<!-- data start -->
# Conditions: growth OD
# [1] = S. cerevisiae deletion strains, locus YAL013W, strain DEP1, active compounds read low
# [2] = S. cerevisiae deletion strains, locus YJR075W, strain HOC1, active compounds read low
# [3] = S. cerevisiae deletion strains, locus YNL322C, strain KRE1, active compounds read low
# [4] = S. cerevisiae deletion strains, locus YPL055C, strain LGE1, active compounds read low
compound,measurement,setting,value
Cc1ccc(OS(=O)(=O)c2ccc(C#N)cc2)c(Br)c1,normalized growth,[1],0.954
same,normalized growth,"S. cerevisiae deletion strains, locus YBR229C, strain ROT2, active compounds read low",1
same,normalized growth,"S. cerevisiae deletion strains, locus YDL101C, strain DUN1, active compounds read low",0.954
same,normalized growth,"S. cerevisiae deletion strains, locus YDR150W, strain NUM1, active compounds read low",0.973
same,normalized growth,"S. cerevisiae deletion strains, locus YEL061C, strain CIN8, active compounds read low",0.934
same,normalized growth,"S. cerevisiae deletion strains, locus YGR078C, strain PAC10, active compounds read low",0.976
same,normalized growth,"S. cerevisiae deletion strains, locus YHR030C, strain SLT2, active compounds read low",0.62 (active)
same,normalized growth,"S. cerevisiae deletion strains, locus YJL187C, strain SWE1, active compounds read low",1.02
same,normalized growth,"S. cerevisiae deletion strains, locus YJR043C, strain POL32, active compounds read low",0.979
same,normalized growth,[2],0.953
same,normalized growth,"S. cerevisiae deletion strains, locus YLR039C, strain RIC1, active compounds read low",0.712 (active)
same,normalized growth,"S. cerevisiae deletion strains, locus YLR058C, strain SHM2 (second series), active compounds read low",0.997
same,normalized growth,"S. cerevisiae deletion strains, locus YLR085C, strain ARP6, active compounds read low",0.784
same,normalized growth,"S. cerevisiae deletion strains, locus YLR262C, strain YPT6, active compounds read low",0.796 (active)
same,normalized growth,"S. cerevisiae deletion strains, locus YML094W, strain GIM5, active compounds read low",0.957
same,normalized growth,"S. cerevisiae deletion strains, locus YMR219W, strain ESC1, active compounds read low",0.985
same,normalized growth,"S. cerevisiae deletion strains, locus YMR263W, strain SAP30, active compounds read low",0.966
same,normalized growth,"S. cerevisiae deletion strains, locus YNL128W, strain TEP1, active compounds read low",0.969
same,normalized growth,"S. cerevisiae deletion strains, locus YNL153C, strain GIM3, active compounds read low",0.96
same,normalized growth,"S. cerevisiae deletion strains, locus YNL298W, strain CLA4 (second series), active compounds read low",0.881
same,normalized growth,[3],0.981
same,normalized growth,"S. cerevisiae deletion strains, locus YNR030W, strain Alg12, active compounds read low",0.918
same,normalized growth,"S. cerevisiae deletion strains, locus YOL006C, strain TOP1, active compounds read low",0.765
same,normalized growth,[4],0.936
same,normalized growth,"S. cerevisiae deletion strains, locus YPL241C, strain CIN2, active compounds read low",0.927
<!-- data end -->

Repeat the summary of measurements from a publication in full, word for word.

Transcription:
# Conditions: growth OD
# [1] = S. cerevisiae deletion strains, locus YAL013W, strain DEP1, active compounds read low
# [2] = S. cerevisiae deletion strains, locus YJR075W, strain HOC1, active compounds read low
# [3] = S. cerevisiae deletion strains, locus YNL322C, strain KRE1, active compounds read low
# [4] = S. cerevisiae deletion strains, locus YPL055C, strain LGE1, active compounds read low
compound,measurement,setting,value
Cc1ccc(OS(=O)(=O)c2ccc(C#N)cc2)c(Br)c1,normalized growth,[1],0.954
same,normalized growth,"S. cerevisiae deletion strains, locus YBR229C, strain ROT2, active compounds read low",1
same,normalized growth,"S. cerevisiae deletion strains, locus YDL101C, strain DUN1, active compounds read low",0.954
same,normalized growth,"S. cerevisiae deletion strains, locus YDR150W, strain NUM1, active compounds read low",0.973
same,normalized growth,"S. cerevisiae deletion strains, locus YEL061C, strain CIN8, active compounds read low",0.934
same,normalized growth,"S. cerevisiae deletion strains, locus YGR078C, strain PAC10, active compounds read low",0.976
same,normalized growth,"S. cerevisiae deletion strains, locus YHR030C, strain SLT2, active compounds read low",0.62 (active)
same,normalized growth,"S. cerevisiae deletion strains, locus YJL187C, strain SWE1, active compounds read low",1.02
same,normalized growth,"S. cerevisiae deletion strains, locus YJR043C, strain POL32, active compounds read low",0.979
same,normalized growth,[2],0.953
same,normalized growth,"S. cerevisiae deletion strains, locus YLR039C, strain RIC1, active compounds read low",0.712 (active)
same,normalized growth,"S. cerevisiae deletion strains, locus YLR058C, strain SHM2 (second series), active compounds read low",0.997
same,normalized growth,"S. cerevisiae deletion strains, locus YLR085C, strain ARP6, active compounds read low",0.784
same,normalized growth,"S. cerevisiae deletion strains, locus YLR262C, strain YPT6, active compounds read low",0.796 (active)
same,normalized growth,"S. cerevisiae deletion strains, locus YML094W, strain GIM5, active compounds read low",0.957
same,normalized growth,"S. cerevisiae deletion strains, locus YMR219W, strain ESC1, active compounds read low",0.985
same,normalized growth,"S. cerevisiae deletion strains, locus YMR263W, strain SAP30, active compounds read low",0.966
same,normalized growth,"S. cerevisiae deletion strains, locus YNL128W, strain TEP1, active compounds read low",0.969
same,normalized growth,"S. cerevisiae deletion strains, locus YNL153C, strain GIM3, active compounds read low",0.96
same,normalized growth,"S. cerevisiae deletion strains, locus YNL298W, strain CLA4 (second series), active compounds read low",0.881
same,normalized growth,[3],0.981
same,normalized growth,"S. cerevisiae deletion strains, locus YNR030W, strain Alg12, active compounds read low",0.918
same,normalized growth,"S. cerevisiae deletion strains, locus YOL006C, strain TOP1, active compounds read low",0.765
same,normalized growth,[4],0.936
same,normalized growth,"S. cerevisiae deletion strains, locus YPL241C, strain CIN2, active compounds read low",0.927